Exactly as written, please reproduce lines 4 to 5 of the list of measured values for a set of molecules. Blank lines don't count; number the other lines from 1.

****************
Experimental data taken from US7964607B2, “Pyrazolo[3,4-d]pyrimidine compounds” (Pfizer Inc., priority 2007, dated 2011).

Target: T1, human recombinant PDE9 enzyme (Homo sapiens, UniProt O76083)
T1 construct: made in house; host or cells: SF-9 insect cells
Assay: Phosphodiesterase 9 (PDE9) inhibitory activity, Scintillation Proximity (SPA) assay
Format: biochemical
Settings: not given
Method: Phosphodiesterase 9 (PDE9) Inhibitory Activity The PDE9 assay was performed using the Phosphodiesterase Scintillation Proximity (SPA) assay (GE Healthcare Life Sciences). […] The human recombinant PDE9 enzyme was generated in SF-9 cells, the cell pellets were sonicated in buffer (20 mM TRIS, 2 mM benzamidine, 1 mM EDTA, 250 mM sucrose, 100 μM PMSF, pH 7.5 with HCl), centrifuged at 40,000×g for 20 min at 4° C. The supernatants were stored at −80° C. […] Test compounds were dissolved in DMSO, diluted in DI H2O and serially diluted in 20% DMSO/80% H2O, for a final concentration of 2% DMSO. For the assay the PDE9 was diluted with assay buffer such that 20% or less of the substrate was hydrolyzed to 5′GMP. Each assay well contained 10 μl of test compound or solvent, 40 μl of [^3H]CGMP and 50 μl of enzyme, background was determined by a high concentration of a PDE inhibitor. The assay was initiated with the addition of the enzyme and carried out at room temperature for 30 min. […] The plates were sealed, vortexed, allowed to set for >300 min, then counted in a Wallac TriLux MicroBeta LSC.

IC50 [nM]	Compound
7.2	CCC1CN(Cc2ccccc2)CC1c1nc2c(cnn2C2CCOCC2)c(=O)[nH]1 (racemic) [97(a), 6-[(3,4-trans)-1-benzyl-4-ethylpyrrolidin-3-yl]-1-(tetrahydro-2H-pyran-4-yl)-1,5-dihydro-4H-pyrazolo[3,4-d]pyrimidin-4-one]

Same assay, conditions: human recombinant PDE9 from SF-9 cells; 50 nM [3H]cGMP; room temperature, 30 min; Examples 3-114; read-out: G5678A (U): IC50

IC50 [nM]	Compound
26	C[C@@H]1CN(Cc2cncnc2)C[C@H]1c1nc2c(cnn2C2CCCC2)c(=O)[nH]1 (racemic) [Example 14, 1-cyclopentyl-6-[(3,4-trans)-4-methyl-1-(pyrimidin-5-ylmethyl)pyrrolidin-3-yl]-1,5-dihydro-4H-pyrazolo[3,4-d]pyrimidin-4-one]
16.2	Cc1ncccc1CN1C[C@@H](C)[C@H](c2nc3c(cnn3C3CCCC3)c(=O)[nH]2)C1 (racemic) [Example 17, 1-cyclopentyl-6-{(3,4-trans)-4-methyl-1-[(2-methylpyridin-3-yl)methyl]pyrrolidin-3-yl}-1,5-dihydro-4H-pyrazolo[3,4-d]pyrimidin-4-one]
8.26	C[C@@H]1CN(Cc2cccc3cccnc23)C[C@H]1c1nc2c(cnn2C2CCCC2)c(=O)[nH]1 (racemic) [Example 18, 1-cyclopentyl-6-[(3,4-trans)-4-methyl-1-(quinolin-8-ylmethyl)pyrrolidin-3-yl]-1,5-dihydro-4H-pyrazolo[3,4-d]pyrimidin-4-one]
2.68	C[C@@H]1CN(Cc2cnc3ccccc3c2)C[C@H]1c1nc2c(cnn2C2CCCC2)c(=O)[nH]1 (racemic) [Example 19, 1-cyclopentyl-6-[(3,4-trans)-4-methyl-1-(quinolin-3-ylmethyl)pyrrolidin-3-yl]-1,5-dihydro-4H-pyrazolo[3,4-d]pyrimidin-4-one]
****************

Assay: Phosphodiesterase 9 (PDE9) inhibitory activity, Scintillation Proximity (SPA) assay
Format: biochemical